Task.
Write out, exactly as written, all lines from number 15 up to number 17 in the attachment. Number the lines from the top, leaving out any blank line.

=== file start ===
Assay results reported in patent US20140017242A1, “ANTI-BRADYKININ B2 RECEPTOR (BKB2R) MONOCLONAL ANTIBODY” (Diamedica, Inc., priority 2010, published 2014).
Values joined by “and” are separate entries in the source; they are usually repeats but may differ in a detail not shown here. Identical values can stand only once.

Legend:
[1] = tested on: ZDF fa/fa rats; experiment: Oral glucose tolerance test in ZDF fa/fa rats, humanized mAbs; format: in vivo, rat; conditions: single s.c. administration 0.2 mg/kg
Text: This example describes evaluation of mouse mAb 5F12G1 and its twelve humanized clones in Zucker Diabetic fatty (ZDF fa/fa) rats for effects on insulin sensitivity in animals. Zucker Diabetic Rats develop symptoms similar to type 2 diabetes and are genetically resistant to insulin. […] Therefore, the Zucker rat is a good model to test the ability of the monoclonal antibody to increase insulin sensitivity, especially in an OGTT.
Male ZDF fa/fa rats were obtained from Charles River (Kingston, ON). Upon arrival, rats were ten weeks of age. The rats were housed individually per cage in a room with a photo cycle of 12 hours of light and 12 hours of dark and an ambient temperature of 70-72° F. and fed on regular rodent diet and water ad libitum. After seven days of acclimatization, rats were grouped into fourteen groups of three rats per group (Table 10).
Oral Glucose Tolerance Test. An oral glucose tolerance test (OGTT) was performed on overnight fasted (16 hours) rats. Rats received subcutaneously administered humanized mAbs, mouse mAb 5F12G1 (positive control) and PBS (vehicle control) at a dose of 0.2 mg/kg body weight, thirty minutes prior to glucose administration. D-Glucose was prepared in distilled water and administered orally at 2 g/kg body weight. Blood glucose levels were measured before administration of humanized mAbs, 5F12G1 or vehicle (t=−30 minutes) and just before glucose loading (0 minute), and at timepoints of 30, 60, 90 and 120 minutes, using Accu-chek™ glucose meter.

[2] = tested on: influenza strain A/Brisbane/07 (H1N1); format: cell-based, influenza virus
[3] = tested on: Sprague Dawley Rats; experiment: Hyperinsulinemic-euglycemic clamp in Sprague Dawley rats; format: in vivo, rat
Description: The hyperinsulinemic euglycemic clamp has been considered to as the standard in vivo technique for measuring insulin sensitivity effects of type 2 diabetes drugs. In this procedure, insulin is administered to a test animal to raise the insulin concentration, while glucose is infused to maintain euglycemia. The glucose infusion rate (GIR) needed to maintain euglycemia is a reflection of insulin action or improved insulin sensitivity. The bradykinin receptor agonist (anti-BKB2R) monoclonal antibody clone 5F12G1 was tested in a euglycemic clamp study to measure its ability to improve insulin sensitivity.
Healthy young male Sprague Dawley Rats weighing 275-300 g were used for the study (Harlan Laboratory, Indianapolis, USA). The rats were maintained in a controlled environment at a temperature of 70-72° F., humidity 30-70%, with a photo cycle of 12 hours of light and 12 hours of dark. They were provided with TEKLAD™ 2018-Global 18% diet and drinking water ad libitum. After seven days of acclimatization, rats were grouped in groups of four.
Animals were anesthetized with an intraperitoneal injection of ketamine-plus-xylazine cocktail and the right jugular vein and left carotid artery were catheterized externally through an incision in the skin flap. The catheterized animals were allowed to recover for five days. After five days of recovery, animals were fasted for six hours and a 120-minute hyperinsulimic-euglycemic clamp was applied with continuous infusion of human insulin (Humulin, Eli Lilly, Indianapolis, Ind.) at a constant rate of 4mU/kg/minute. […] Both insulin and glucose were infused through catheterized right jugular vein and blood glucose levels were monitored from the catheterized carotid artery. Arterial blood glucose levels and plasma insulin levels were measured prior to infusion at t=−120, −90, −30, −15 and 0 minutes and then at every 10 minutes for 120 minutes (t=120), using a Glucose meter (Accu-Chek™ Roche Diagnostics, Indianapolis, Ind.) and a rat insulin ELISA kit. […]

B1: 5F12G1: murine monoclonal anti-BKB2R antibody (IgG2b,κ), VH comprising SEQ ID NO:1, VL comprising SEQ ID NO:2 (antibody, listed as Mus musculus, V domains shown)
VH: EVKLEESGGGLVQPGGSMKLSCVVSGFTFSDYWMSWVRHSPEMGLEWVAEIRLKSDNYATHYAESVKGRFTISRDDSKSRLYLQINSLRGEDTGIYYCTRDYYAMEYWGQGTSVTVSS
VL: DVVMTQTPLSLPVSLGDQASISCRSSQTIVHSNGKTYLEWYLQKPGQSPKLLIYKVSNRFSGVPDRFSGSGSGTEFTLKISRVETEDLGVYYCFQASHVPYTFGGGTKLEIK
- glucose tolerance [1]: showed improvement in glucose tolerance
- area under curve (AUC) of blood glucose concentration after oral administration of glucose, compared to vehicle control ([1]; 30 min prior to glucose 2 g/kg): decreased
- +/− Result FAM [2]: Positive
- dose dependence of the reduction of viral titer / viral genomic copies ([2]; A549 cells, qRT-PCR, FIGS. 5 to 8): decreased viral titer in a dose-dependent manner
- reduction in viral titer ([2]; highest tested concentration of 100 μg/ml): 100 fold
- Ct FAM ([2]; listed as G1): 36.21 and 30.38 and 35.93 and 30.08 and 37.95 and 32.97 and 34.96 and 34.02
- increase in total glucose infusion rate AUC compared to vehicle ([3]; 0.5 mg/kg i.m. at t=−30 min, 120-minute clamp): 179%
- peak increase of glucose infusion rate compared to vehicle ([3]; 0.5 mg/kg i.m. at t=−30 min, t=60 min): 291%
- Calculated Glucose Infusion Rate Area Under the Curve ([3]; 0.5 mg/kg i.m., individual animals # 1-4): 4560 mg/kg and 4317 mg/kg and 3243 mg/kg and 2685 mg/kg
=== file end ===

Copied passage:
VL: DVVMTQTPLSLPVSLGDQASISCRSSQTIVHSNGKTYLEWYLQKPGQSPKLLIYKVSNRFSGVPDRFSGSGSGTEFTLKISRVETEDLGVYYCFQASHVPYTFGGGTKLEIK
- glucose tolerance [1]: showed improvement in glucose tolerance
- area under curve (AUC) of blood glucose concentration after oral administration of glucose, compared to vehicle control ([1]; 30 min prior to glucose 2 g/kg): decreased